Now, I haven't stepped inside a gym in years but I know a lot more than your average person thanks to a vocal crew of friends across the country. One of these friends led me to Nathalie Huerta, a queer Latina fitness expert and owner of The Perfect Sidekick, which is branded as the first and only LGBTQ gym in the country. 

Huerta's model has a lot of appeal, even to me, someone scared away from gyms after decades of self-hating, diet-driven exercise. It's a space that she says prioritizes relationships between its members, works to remove awkwardness and brings queerness to the front and center. Her mission statement: "To make happy, healthy homos!"

Huerta got into fitness as a young person playing basketball in her hometown of Anaheim, Calif. She found community on the court but also a lot of struggle with homophobia. Her high school basketball coach outed her when she was 16, after she began a relationship with a player from a neighboring team. She describes it as a "super 'Love and Basketball,' dykey coming-out story."

At the college level many of the players she encountered were also gay but she says there was often closetedness among them and resistance from coaches. And, as a Mexican-American, Huerta also had to address stereotypes about her athletic ability. "People, they [looked] at me, and the first assumption was always 'soccer.' I have some really defined legs--and because I'm Mexican it must be soccer."

Huerta became a personal trainer after a post-college summer of working out in a local gym. The Perfect Sidekick idea came out of her discomfort about her own gender presentation: "It wasn't until I started presenting more masculine [that] I realized what a shithole gym spaces were for people who present differently," she says. "If I feel this fucking awkward and I'm a trainer and I work in a gym, I can't be the only one."

That discomfort led her to Google "lesbian personal trainers." All she found was porn and Jillian Michaels, a clear indication that there was a niche that needed to be filled. Five years later and The Perfect Sidekick is a thriving gym that offers branded classes like "Hardcore Homo," asks about customers' preferred gender pronouns and queers the language used in workouts.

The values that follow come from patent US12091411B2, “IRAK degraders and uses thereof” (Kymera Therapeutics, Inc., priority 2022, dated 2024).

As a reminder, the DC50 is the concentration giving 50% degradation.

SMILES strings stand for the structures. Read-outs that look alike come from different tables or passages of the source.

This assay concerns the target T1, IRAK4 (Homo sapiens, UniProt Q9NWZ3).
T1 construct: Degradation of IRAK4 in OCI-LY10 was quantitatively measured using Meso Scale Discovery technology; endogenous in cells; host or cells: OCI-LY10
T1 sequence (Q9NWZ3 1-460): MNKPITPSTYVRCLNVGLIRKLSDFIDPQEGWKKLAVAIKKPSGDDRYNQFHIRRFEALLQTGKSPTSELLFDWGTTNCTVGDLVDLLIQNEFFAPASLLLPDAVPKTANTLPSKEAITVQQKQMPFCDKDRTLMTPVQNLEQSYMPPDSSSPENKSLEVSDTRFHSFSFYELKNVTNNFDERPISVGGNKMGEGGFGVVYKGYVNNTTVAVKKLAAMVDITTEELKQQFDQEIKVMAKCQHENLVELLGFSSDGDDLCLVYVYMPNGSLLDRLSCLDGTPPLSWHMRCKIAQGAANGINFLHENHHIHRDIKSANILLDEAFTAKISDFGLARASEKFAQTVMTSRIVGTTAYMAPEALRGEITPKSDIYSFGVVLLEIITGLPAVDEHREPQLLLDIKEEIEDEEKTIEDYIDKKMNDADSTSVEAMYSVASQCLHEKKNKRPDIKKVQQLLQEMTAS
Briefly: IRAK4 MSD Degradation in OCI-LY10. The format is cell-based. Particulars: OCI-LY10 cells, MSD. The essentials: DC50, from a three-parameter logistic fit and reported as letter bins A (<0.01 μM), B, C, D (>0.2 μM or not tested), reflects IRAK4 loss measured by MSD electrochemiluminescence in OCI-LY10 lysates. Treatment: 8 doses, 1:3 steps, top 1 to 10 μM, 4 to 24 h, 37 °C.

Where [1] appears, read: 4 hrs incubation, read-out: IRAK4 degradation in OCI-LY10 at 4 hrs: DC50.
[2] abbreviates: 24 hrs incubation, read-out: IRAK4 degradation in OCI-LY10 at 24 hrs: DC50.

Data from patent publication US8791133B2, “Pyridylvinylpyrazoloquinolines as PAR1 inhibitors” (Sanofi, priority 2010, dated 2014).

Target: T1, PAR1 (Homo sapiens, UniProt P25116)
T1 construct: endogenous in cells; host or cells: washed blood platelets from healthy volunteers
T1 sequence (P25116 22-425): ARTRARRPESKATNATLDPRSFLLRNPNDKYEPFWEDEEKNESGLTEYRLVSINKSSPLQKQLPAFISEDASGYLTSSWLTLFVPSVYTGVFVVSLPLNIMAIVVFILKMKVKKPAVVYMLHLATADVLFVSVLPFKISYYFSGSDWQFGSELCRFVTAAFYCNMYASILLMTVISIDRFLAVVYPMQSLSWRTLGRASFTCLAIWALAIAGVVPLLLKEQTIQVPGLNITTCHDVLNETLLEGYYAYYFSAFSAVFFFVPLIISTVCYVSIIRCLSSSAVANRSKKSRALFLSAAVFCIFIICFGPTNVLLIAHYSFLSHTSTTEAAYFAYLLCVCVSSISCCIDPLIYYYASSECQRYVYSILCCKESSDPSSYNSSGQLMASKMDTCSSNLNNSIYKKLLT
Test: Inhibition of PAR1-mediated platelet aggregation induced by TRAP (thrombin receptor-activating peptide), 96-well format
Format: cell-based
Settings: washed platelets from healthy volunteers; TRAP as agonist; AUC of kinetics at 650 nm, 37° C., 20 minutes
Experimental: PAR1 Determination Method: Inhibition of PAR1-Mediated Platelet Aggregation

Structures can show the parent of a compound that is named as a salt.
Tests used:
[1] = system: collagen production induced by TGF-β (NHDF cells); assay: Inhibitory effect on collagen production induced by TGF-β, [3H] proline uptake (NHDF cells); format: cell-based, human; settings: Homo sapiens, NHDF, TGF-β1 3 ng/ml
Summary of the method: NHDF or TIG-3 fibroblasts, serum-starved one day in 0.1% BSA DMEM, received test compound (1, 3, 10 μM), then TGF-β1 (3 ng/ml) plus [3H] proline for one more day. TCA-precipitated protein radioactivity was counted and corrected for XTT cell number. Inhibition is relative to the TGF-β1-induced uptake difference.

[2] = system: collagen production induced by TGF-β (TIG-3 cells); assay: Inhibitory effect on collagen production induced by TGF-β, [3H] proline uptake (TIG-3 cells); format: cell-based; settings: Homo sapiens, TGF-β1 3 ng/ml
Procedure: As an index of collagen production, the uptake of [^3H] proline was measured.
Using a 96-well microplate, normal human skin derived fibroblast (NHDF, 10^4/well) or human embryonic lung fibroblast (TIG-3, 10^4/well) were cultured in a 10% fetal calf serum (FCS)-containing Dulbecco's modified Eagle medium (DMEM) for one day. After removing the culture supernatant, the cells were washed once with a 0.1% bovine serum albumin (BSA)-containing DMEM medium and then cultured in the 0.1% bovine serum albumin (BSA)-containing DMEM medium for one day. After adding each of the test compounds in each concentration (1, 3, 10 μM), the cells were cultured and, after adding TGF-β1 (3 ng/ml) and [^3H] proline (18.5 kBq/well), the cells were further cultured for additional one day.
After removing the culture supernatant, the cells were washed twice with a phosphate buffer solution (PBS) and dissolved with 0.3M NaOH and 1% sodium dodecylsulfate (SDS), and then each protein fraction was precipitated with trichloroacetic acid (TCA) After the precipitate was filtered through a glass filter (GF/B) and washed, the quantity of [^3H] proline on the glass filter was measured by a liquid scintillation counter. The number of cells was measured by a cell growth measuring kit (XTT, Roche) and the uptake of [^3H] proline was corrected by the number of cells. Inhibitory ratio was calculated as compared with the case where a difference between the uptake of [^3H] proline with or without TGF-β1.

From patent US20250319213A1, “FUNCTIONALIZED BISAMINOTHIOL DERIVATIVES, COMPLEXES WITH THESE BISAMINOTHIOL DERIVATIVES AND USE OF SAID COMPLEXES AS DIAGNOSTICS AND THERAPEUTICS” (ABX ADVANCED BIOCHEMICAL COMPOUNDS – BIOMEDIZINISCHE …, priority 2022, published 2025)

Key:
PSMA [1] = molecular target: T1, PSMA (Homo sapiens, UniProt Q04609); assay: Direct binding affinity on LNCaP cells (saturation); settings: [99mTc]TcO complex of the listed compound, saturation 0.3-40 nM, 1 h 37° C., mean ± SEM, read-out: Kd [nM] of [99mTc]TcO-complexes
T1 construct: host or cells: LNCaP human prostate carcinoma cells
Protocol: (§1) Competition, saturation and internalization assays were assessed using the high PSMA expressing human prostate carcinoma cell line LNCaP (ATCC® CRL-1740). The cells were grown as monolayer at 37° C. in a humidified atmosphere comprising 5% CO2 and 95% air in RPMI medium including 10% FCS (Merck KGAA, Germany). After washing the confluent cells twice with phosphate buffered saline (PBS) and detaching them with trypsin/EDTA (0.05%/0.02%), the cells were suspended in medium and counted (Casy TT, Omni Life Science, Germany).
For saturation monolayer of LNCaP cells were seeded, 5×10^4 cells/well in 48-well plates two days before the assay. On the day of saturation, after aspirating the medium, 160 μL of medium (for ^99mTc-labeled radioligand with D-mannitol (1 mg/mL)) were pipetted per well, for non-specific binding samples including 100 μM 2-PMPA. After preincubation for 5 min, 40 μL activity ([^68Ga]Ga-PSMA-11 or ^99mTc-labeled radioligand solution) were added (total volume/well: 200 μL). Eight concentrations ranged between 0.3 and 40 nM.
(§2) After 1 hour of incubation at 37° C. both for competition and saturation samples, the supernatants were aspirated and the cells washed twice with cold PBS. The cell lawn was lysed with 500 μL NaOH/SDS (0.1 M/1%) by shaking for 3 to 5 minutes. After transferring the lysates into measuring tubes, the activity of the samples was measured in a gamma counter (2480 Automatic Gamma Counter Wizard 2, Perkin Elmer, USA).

"We gender neutralize everything from the bathrooms and the showers to the exercises," says Huerta. "'Superman,' an exercise where you lie on the floor and raise your arms and legs like you are flying has become 'Superpeople.' The 'Indian run,' where a group of people jog in a straight line and the person at the back has to sprint to the front, has also been renamed because of its racism. Huerta calls it the 'Unicorn run.' "When in doubt--name it something gay," she says.

Rose Foronda, a queer person of color who is a member of Huerta's gym, e-mailed with me about what drew her to The Perfect Sidekick: "At TPS you don't have the weird gym culture where people are either sizing you up or uncomfortably checking you out," she explains. "Also, I tried Crossfit and I lasted about six workouts. Their gender politics were horrendous. The misogyny was on overdrive and microaggression-filled language was unbelievable. [During] every single workout I heard the words, 'Men, grab the heavier weight. Women, grab the lighter weight.'"

While The Perfect Sidekick is not explicitly for people of color, both Huerta and Foronda say its customers are multiracial. "We're in Oakland, which is diverse, and we're a queer gym. It's like diversity on crack here sometimes,"Huerta said.

"As a person of color," says Foronda, "I also feel the love in the TPS community. Although, by my estimation, the clientele is still predominantly white, people of color are definitely represented at the gym. I'm not the only one!"

At the end of the day, Huerta says she is interested in expanding her business to other cities "to give more queers throughout the country a safe and healthy space where they can work out." She's currently considering Long Beach, Calif., as well as Portland, Ore. She's also trying to change how health and fitness professionals serve the LGBT community. For example, at a conference this fall for the online scheduling system she uses, Mindbody Online, she responded to the owner's request for suggestions on how to improve the service. "I might be the only one in here that this matters to," she recounts saying, "but your system only allows me two gender options. I'm a queer gym, I need more options than that." This exchange happened in front of 3,000 attendees. At the end, the owner agreed to add a third gender option that owners can customize.